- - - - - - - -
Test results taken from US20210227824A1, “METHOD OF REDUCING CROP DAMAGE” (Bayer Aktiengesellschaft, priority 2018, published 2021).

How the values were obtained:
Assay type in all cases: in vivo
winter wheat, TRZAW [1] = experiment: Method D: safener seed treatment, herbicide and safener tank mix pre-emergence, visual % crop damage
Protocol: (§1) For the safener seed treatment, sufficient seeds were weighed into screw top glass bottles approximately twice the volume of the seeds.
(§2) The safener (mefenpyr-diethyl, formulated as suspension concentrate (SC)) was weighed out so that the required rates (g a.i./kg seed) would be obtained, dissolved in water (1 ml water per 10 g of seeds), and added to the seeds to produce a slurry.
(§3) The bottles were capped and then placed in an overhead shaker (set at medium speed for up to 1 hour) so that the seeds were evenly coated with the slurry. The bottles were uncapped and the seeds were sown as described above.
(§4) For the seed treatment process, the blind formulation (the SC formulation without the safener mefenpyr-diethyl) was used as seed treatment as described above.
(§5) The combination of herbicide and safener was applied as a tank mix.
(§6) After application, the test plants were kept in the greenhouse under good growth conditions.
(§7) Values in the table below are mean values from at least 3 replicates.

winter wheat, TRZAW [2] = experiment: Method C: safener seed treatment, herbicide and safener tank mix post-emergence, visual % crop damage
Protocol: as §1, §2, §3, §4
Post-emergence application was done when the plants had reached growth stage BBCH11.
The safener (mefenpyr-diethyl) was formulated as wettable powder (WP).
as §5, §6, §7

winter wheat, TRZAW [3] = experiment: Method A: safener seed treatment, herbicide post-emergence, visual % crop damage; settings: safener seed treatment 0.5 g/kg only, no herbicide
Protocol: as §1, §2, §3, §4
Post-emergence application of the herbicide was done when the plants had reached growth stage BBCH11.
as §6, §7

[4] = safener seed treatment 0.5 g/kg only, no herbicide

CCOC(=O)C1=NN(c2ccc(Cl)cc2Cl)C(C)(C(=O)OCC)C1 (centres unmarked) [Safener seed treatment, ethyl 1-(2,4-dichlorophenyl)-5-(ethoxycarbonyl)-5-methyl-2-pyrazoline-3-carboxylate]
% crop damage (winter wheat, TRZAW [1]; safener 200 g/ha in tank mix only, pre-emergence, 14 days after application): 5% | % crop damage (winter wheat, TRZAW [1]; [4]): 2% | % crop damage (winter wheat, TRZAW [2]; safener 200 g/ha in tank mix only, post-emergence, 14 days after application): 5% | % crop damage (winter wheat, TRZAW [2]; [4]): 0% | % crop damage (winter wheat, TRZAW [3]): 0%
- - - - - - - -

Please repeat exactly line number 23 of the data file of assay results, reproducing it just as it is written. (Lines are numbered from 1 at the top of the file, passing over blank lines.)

% crop damage (winter wheat, TRZAW [1]; safener 200 g/ha in tank mix only, pre-emergence, 14 days after application): 5% | % crop damage (winter wheat, TRZAW [1]; [4]): 2% | % crop damage (winter wheat, TRZAW [2]; safener 200 g/ha in tank mix only, post-emergence, 14 days after application): 5% | % crop damage (winter wheat, TRZAW [2]; [4]): 0% | % crop damage (winter wheat, TRZAW [3]): 0%